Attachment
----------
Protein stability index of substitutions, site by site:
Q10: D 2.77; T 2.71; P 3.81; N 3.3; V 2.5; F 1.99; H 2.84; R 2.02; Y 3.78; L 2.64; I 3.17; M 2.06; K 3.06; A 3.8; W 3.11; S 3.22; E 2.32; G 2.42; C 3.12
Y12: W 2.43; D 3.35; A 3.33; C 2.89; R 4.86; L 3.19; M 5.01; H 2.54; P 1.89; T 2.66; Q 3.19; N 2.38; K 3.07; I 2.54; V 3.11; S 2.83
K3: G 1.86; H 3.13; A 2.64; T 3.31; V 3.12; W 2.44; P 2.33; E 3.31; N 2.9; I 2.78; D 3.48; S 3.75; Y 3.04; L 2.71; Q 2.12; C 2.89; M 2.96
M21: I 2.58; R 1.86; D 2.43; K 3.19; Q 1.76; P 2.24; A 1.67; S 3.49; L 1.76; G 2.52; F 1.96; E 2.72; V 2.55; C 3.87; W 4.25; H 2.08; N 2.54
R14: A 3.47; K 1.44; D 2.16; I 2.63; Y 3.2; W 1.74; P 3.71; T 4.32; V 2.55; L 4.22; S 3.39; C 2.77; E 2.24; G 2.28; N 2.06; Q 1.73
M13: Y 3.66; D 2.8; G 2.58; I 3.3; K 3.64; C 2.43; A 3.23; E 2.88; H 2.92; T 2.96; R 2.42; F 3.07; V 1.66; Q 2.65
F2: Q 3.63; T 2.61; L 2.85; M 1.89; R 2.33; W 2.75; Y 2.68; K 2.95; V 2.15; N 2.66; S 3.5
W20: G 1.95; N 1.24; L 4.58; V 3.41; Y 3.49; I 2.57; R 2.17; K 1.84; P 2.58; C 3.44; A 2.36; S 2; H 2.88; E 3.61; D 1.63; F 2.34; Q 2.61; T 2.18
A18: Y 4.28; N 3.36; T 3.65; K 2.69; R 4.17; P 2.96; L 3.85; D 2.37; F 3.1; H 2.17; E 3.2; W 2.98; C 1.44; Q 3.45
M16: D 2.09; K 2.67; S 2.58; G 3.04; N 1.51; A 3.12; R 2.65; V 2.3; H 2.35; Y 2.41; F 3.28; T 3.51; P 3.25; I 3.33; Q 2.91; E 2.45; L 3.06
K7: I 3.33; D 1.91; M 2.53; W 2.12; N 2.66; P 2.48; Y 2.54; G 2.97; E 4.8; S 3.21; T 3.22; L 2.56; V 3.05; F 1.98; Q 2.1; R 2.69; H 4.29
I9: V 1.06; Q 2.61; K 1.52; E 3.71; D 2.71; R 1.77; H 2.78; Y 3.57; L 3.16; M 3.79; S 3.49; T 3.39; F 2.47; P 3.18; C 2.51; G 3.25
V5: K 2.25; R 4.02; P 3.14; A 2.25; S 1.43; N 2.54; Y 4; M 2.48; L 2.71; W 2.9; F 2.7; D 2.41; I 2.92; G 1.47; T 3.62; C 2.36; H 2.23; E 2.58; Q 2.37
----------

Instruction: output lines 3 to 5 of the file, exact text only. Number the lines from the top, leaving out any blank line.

Y12: W 2.43; D 3.35; A 3.33; C 2.89; R 4.86; L 3.19; M 5.01; H 2.54; P 1.89; T 2.66; Q 3.19; N 2.38; K 3.07; I 2.54; V 3.11; S 2.83
K3: G 1.86; H 3.13; A 2.64; T 3.31; V 3.12; W 2.44; P 2.33; E 3.31; N 2.9; I 2.78; D 3.48; S 3.75; Y 3.04; L 2.71; Q 2.12; C 2.89; M 2.96
M21: I 2.58; R 1.86; D 2.43; K 3.19; Q 1.76; P 2.24; A 1.67; S 3.49; L 1.76; G 2.52; F 1.96; E 2.72; V 2.55; C 3.87; W 4.25; H 2.08; N 2.54